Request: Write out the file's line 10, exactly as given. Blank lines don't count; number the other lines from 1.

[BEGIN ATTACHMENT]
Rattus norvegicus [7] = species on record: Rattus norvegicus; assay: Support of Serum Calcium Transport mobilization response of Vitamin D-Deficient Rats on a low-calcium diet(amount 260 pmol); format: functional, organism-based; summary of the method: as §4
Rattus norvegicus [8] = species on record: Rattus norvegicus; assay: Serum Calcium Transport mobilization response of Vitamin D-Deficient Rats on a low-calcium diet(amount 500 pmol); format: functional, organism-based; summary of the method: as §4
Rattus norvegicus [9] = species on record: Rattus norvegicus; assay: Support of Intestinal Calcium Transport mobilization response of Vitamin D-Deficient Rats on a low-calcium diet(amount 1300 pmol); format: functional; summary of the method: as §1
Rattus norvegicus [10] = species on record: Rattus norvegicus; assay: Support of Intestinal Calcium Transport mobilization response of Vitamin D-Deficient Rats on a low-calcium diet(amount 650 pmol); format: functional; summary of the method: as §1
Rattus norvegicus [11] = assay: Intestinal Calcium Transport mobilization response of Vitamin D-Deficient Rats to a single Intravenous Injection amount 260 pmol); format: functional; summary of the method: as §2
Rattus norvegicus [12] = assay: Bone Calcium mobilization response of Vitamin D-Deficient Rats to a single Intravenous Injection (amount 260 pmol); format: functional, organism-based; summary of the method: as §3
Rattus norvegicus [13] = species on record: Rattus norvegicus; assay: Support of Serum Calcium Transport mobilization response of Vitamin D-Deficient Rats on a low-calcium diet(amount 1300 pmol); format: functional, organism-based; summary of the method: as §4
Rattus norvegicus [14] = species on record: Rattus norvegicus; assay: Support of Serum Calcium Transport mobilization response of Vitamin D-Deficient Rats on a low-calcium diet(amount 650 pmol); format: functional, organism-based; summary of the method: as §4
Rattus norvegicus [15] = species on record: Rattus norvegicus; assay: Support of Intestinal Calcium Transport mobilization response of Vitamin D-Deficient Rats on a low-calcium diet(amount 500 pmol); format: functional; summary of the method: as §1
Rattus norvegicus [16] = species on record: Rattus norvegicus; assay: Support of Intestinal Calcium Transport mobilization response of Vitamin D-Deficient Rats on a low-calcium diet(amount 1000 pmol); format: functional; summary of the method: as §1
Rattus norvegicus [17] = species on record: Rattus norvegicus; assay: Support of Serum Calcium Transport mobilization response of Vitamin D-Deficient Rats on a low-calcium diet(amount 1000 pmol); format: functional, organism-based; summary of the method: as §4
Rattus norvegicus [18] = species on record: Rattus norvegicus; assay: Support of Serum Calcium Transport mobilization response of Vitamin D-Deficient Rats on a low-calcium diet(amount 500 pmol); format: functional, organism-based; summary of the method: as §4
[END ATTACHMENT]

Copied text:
Rattus norvegicus [16] = species on record: Rattus norvegicus; assay: Support of Intestinal Calcium Transport mobilization response of Vitamin D-Deficient Rats on a low-calcium diet(amount 1000 pmol); format: functional; summary of the method: as §1